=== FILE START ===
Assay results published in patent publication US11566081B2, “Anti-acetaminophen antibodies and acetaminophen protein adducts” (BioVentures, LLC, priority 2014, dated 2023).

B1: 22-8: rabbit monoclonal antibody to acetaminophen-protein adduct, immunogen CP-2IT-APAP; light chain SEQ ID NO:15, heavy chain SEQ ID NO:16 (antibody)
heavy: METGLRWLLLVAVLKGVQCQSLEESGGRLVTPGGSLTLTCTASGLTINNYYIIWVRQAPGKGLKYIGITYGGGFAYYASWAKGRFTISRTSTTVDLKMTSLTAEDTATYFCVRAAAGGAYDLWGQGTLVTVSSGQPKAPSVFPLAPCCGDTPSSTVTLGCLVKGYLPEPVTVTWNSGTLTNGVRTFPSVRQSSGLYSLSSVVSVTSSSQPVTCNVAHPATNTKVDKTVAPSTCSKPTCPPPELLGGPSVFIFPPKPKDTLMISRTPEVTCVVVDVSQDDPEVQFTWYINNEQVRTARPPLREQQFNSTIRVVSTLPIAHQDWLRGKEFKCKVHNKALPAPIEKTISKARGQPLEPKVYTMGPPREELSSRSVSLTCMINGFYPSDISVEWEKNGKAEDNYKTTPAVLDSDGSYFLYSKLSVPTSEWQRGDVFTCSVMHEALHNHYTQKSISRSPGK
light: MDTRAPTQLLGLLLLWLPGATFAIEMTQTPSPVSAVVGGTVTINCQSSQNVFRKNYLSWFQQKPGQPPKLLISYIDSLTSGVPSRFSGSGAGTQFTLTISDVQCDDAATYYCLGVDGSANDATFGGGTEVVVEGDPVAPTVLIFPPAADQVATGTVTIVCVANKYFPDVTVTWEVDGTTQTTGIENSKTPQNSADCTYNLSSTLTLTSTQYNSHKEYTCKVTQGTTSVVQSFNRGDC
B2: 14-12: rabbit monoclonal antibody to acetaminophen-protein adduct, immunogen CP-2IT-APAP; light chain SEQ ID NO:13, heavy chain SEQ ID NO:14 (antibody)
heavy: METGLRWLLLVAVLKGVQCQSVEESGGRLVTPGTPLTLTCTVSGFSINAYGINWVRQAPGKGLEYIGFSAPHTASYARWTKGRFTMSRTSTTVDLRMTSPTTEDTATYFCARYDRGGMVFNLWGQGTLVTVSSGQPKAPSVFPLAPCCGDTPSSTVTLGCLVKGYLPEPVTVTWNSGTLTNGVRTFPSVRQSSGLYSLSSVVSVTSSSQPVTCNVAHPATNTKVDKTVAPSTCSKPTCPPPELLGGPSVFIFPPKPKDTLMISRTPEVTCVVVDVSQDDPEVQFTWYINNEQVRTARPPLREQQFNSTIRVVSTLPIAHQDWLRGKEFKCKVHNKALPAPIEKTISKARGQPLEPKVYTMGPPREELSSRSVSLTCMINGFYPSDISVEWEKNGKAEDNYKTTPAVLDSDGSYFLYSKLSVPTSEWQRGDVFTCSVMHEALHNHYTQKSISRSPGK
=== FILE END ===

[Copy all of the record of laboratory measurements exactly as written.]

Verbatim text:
Assay results published in patent publication US11566081B2, “Anti-acetaminophen antibodies and acetaminophen protein adducts” (BioVentures, LLC, priority 2014, dated 2023).

B1: 22-8: rabbit monoclonal antibody to acetaminophen-protein adduct, immunogen CP-2IT-APAP; light chain SEQ ID NO:15, heavy chain SEQ ID NO:16 (antibody)
heavy: METGLRWLLLVAVLKGVQCQSLEESGGRLVTPGGSLTLTCTASGLTINNYYIIWVRQAPGKGLKYIGITYGGGFAYYASWAKGRFTISRTSTTVDLKMTSLTAEDTATYFCVRAAAGGAYDLWGQGTLVTVSSGQPKAPSVFPLAPCCGDTPSSTVTLGCLVKGYLPEPVTVTWNSGTLTNGVRTFPSVRQSSGLYSLSSVVSVTSSSQPVTCNVAHPATNTKVDKTVAPSTCSKPTCPPPELLGGPSVFIFPPKPKDTLMISRTPEVTCVVVDVSQDDPEVQFTWYINNEQVRTARPPLREQQFNSTIRVVSTLPIAHQDWLRGKEFKCKVHNKALPAPIEKTISKARGQPLEPKVYTMGPPREELSSRSVSLTCMINGFYPSDISVEWEKNGKAEDNYKTTPAVLDSDGSYFLYSKLSVPTSEWQRGDVFTCSVMHEALHNHYTQKSISRSPGK
light: MDTRAPTQLLGLLLLWLPGATFAIEMTQTPSPVSAVVGGTVTINCQSSQNVFRKNYLSWFQQKPGQPPKLLISYIDSLTSGVPSRFSGSGAGTQFTLTISDVQCDDAATYYCLGVDGSANDATFGGGTEVVVEGDPVAPTVLIFPPAADQVATGTVTIVCVANKYFPDVTVTWEVDGTTQTTGIENSKTPQNSADCTYNLSSTLTLTSTQYNSHKEYTCKVTQGTTSVVQSFNRGDC
B2: 14-12: rabbit monoclonal antibody to acetaminophen-protein adduct, immunogen CP-2IT-APAP; light chain SEQ ID NO:13, heavy chain SEQ ID NO:14 (antibody)
heavy: METGLRWLLLVAVLKGVQCQSVEESGGRLVTPGTPLTLTCTVSGFSINAYGINWVRQAPGKGLEYIGFSAPHTASYARWTKGRFTMSRTSTTVDLRMTSPTTEDTATYFCARYDRGGMVFNLWGQGTLVTVSSGQPKAPSVFPLAPCCGDTPSSTVTLGCLVKGYLPEPVTVTWNSGTLTNGVRTFPSVRQSSGLYSLSSVVSVTSSSQPVTCNVAHPATNTKVDKTVAPSTCSKPTCPPPELLGGPSVFIFPPKPKDTLMISRTPEVTCVVVDVSQDDPEVQFTWYINNEQVRTARPPLREQQFNSTIRVVSTLPIAHQDWLRGKEFKCKVHNKALPAPIEKTISKARGQPLEPKVYTMGPPREELSSRSVSLTCMINGFYPSDISVEWEKNGKAEDNYKTTPAVLDSDGSYFLYSKLSVPTSEWQRGDVFTCSVMHEALHNHYTQKSISRSPGK